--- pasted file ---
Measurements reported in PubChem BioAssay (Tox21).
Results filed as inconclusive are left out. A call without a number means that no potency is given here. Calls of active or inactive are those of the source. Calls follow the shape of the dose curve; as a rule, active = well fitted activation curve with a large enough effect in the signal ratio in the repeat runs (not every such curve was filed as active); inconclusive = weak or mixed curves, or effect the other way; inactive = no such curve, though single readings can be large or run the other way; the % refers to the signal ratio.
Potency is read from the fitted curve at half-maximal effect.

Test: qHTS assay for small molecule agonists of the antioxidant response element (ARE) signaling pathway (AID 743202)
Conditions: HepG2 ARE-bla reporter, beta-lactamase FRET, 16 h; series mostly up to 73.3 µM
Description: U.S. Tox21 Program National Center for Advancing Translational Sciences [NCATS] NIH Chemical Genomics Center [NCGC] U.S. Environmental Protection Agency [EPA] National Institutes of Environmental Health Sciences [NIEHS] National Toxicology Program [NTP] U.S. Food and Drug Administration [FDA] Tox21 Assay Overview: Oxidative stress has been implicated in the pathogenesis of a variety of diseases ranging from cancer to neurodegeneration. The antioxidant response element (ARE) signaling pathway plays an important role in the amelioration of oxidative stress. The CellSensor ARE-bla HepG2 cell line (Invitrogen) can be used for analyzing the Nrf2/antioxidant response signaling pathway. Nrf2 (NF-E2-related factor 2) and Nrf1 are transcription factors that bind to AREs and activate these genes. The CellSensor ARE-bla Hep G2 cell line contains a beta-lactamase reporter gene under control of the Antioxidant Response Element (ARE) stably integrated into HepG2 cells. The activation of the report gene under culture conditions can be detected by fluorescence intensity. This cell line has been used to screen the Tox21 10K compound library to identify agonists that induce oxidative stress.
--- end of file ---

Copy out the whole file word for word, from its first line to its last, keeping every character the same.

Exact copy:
Measurements reported in PubChem BioAssay (Tox21).
Results filed as inconclusive are left out. A call without a number means that no potency is given here. Calls of active or inactive are those of the source. Calls follow the shape of the dose curve; as a rule, active = well fitted activation curve with a large enough effect in the signal ratio in the repeat runs (not every such curve was filed as active); inconclusive = weak or mixed curves, or effect the other way; inactive = no such curve, though single readings can be large or run the other way; the % refers to the signal ratio.
Potency is read from the fitted curve at half-maximal effect.

Test: qHTS assay for small molecule agonists of the antioxidant response element (ARE) signaling pathway (AID 743202)
Conditions: HepG2 ARE-bla reporter, beta-lactamase FRET, 16 h; series mostly up to 73.3 µM
Description: U.S. Tox21 Program National Center for Advancing Translational Sciences [NCATS] NIH Chemical Genomics Center [NCGC] U.S. Environmental Protection Agency [EPA] National Institutes of Environmental Health Sciences [NIEHS] National Toxicology Program [NTP] U.S. Food and Drug Administration [FDA] Tox21 Assay Overview: Oxidative stress has been implicated in the pathogenesis of a variety of diseases ranging from cancer to neurodegeneration. The antioxidant response element (ARE) signaling pathway plays an important role in the amelioration of oxidative stress. The CellSensor ARE-bla HepG2 cell line (Invitrogen) can be used for analyzing the Nrf2/antioxidant response signaling pathway. Nrf2 (NF-E2-related factor 2) and Nrf1 are transcription factors that bind to AREs and activate these genes. The CellSensor ARE-bla Hep G2 cell line contains a beta-lactamase reporter gene under control of the Antioxidant Response Element (ARE) stably integrated into HepG2 cells. The activation of the report gene under culture conditions can be detected by fluorescence intensity. This cell line has been used to screen the Tox21 10K compound library to identify agonists that induce oxidative stress.